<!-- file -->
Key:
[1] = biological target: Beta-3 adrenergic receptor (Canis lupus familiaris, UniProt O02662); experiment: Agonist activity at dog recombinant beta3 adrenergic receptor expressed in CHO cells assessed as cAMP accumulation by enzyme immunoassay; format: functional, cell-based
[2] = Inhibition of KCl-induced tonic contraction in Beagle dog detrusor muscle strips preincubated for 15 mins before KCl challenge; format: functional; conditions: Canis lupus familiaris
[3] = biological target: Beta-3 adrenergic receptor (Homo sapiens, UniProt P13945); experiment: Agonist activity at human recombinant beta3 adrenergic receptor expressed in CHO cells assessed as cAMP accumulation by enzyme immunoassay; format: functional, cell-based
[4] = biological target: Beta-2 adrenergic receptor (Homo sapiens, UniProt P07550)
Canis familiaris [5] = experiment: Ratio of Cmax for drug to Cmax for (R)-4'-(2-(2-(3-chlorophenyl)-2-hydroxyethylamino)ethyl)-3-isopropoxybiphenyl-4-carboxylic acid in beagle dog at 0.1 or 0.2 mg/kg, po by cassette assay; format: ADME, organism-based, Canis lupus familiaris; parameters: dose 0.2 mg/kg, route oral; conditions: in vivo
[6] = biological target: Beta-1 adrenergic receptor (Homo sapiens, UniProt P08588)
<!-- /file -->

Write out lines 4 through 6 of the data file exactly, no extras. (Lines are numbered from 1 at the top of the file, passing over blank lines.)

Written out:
[3] = biological target: Beta-3 adrenergic receptor (Homo sapiens, UniProt P13945); experiment: Agonist activity at human recombinant beta3 adrenergic receptor expressed in CHO cells assessed as cAMP accumulation by enzyme immunoassay; format: functional, cell-based
[4] = biological target: Beta-2 adrenergic receptor (Homo sapiens, UniProt P07550)
Canis familiaris [5] = experiment: Ratio of Cmax for drug to Cmax for (R)-4'-(2-(2-(3-chlorophenyl)-2-hydroxyethylamino)ethyl)-3-isopropoxybiphenyl-4-carboxylic acid in beagle dog at 0.1 or 0.2 mg/kg, po by cassette assay; format: ADME, organism-based, Canis lupus familiaris; parameters: dose 0.2 mg/kg, route oral; conditions: in vivo